John Tuthill, Ph.D.


John Tuthill, Ph.D.
Assistant Professor
Physiology and Biophysics
University of Washington
1705 NE Pacific St.
HSB, Room H-324
City, State, ZIP
Seattle, WA 98195
[email protected]
Research field
Award year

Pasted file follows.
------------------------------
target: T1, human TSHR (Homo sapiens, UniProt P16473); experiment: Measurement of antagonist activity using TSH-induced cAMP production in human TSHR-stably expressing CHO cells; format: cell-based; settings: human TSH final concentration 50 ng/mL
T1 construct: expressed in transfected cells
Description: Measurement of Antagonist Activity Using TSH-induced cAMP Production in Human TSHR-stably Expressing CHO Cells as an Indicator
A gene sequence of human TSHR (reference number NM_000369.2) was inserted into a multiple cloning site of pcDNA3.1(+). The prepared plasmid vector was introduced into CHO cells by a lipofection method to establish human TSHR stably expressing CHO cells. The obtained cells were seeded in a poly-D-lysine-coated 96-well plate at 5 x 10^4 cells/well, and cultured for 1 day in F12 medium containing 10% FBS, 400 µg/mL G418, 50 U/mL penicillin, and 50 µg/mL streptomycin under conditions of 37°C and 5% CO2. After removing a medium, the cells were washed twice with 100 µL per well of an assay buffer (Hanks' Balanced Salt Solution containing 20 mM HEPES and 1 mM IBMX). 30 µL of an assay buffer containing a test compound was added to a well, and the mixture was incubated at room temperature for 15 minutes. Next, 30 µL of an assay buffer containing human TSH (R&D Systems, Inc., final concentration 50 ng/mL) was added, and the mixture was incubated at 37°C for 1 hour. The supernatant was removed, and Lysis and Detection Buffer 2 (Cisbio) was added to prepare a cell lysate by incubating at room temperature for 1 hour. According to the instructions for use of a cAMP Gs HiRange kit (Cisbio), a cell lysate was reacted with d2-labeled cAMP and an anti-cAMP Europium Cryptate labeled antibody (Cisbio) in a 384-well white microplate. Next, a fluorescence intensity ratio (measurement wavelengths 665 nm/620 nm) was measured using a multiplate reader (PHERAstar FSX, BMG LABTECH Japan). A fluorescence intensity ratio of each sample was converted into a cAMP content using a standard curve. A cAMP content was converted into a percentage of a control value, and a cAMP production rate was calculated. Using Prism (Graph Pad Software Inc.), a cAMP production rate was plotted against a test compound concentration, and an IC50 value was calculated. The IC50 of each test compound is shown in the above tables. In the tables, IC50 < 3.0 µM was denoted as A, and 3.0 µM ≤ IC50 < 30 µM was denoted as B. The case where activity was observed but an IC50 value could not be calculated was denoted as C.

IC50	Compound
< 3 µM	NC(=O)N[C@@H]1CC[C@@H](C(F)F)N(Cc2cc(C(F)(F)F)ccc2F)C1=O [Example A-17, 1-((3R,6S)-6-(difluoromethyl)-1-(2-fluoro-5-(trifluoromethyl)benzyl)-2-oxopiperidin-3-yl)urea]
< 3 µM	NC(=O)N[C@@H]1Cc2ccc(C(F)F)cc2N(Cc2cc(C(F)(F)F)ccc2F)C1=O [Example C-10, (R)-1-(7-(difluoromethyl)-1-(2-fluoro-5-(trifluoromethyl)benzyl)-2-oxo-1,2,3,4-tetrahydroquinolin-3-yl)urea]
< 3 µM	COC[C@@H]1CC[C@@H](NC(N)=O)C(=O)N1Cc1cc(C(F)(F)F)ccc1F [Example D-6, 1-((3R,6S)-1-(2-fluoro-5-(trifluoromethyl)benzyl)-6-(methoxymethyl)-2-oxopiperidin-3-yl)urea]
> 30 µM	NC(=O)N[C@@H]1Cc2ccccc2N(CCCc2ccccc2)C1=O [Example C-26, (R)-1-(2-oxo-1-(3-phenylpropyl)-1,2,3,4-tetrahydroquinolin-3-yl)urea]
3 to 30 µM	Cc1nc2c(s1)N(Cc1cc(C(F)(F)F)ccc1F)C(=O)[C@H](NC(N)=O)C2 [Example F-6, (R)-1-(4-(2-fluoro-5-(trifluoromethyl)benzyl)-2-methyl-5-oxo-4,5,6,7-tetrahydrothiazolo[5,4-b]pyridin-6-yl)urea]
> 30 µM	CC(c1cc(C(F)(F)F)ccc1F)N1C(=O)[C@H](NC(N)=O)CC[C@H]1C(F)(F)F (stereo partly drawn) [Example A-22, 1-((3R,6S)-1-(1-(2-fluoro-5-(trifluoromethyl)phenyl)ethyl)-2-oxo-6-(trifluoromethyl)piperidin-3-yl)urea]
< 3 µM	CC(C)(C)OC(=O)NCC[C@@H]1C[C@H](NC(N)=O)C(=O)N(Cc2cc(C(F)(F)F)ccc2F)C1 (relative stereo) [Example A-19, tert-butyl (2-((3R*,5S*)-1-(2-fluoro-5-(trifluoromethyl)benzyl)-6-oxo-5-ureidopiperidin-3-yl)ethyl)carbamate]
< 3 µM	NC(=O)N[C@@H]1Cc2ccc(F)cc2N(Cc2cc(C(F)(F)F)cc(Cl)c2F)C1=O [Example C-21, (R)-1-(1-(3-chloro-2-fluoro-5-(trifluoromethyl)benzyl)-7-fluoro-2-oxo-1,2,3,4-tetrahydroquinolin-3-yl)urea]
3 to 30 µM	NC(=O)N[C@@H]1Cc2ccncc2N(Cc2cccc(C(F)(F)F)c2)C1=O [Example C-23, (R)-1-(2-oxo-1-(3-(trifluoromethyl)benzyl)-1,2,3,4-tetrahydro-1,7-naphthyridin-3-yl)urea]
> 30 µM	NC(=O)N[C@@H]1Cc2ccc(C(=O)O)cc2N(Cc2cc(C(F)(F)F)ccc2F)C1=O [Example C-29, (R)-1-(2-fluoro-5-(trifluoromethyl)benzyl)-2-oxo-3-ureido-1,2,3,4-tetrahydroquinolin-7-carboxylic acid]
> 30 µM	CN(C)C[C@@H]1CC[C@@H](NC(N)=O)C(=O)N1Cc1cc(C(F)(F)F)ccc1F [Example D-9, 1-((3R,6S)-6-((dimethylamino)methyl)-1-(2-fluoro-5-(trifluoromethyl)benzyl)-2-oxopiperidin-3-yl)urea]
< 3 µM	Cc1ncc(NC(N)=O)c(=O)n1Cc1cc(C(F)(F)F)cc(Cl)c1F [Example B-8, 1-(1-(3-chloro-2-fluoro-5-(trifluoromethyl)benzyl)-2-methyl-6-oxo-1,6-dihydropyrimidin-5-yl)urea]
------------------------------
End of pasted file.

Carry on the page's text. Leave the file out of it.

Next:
The Tuthill lab will investigate how animals sense the position of their legs and use this spatial information to coordinate their locomotion. To precisely control movement of the limbs, motor circuits must receive and integrate feedback about where our arms and legs are located and how they are moving through space. This feedback is provided by mechanically sensitive proprioceptor neurons embedded throughout the body. Fruit flies, for example, have 135 proprioceptor neurons in the femur of each leg. Feedback from these neurons helps the fly to expertly negotiate unpredictable terrain. By recording the activity of these proprioceptors during controlled leg movements, we found different neuronal subtypes that encode joint position, movement, and direction. Now, we aim to combine genetic and optical methods to monitor and manipulate the activity of leg proprioceptors in walking flies. This work will determine how sensory feedback fine-tunes leg motor control as flies walk on a treadmill, and how perturbation of the proprioceptive system alters the flies’ gait. We will also investigate how proprioception enables adaptive motor plasticity as a fly learns to avoid an obstacle during walking. Because deficits in sensory feedback can lead to a loss of fine motor control, the work could guide therapeutic efforts for sensorimotor disorders or rehabilitation after nerve injury.

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